Training Your Puppy to be a Diabetic Alert Dog

Training Your Puppy to be a Diabetic Alert Dog. My training manual is in
workbook format with links to online resources, training videos, recommended
products,how to use collect and use scent samples, forms to track
scent training,training checklists, and much more. 122 pages.

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Saturday, March 5, 2011

Sugar - One great dog!

Beverly T. shared this story about her medical alert dog in training. Sugar is a 5-1/2 month old chocolate Lab.

Yesterday Sugar was pretty amazing. We had gone to our favorite little lunch spot, ordered and sat down. Sugar went under the table as always and went to sleep. This is his habit, his proper behavior in a restaurant for months. Mom was with us and we both ate our lunch and started talking. At a point Sugar started looking at me and making whimpering noises. I thought he had to go out, so we slipped out the back door and I gave him a chance to "go", he did not and I knew he had taken care of that before we entered the coffee shop. So we went back in, again he went back under the table and laid down. A little bit later he looked at me and whimpered again. Mom and I started talking about him possibly being in some pain, as he acted really distressed, but just whimpered low a few times. It really was a pitiful little noise.

I needed to go to the bank, and since Sugar was acting "different" we decided mom would leave her car and ride with me, then Sugar wouldn't have to go in with me. When I finished at the bank and got back in the car, Sugar was acting distressed, pulling hard on his harness and trying to get to me in the front seat. He was able to stretch his zip line far enough to come up and push on my shoulder, pretty hard. Mom asked me had my sugar been dropping this morning, it had not, and since I had just eaten lunch, I really wasn't concerned that it was the problem. At that point I looked down at my CGM and it read 144, but with 2 arrows pointing down (the alarm was off?), which means my blood glucose was falling fast. Since the numbers on the monitor can lag behind actual BG, I pulled my meter out to check BG. It was then 111.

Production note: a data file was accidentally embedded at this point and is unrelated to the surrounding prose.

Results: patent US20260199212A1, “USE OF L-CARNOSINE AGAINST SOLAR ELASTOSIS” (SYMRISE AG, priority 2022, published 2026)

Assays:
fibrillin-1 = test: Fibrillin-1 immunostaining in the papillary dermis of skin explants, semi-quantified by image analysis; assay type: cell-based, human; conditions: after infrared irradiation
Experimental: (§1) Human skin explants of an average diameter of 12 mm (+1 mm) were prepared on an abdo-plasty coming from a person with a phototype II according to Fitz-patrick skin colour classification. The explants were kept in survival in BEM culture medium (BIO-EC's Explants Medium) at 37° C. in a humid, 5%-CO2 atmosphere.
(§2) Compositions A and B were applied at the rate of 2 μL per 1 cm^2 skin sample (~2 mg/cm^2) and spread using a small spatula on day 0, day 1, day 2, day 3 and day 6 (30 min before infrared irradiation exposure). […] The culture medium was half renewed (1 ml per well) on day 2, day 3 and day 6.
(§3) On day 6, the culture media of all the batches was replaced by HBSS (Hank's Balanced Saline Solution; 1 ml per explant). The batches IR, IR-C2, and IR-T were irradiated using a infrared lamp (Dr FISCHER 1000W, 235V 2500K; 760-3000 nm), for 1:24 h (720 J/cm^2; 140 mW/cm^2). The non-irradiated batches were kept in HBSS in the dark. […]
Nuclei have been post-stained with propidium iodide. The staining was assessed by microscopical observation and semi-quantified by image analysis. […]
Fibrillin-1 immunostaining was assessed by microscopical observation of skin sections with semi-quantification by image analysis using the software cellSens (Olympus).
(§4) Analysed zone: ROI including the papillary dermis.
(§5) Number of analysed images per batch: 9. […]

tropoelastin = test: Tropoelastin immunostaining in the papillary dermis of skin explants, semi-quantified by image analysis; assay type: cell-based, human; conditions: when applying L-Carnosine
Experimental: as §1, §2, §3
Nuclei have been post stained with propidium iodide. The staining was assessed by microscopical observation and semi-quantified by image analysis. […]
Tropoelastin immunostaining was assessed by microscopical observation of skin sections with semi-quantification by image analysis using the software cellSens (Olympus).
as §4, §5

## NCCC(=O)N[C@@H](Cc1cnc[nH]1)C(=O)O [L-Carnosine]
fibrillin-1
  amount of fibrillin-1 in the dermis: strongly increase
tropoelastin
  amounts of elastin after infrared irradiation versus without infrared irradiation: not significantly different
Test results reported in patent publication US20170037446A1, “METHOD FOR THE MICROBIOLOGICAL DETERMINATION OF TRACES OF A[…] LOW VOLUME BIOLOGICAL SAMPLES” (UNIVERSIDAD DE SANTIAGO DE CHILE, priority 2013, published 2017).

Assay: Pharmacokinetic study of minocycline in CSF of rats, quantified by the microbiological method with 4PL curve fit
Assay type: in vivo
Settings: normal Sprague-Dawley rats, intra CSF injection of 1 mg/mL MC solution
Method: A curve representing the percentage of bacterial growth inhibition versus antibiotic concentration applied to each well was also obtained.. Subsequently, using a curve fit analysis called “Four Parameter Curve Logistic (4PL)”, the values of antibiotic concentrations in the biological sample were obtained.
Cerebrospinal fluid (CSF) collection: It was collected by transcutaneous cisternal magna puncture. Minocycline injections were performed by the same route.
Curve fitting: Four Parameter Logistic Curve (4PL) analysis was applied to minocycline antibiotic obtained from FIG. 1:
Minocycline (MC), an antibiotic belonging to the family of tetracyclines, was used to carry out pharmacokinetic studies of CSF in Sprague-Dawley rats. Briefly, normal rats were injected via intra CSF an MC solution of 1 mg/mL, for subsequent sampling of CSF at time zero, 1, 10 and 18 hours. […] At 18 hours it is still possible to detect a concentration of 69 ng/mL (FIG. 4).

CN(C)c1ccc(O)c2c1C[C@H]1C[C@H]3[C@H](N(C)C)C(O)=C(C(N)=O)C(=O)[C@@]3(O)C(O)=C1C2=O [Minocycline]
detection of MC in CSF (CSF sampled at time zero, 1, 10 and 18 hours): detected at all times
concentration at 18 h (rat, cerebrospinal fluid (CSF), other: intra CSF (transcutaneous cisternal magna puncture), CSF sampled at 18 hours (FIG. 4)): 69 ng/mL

I started correcting the drop, waited about 5 minutes, and rechecked. My BG was 90. So I was on a quick drop down, and because of Sugar's behavior I didn't have to wait for it to go into the really low numbers to start correcting the problem. It was behavior I believe that showed he was aware I was "headed" for a quick drop, before it became low, and this is just what I need, and had wondered how to relay that to him in training. Well no need, he knows his business!

Sugar was 5 months old a few days ago, and has not officially started any scent training. I had started involving him in BG checks, and he had been watching me intently each time. We had started checking BG together as a team on Monday (Feb. 28th, 2011, 4 days ago) when I had 5 glucose drops (one to 33) in one day. Until that time I had been unusually stable for a few months. I attributed this to Sugar's presence and had found some information that oxytocin hormone (see below) is released in people who are in contact with a dog. I thought maybe that hormone was overriding the catecholamine hormones (flight-or-fight hormones) that we believe were reducing the glucose that I had circulating. (Oxytocin has a role in social behaviors in many species, and so it seems likely that it also does in humans. In 2003, a study showed that in both humans and dogs, oxytocin levels in the blood rose after five to twenty four minutes of a petting session. It is possible that this plays a role in the emotional bonding between humans and dogs). He also the same behavior last night and again caught a drop before it was low.

Sugar also lost one of his baby teeth. He deserves the tooth fairy to visit him tonight!!!

Bravo, Sugar!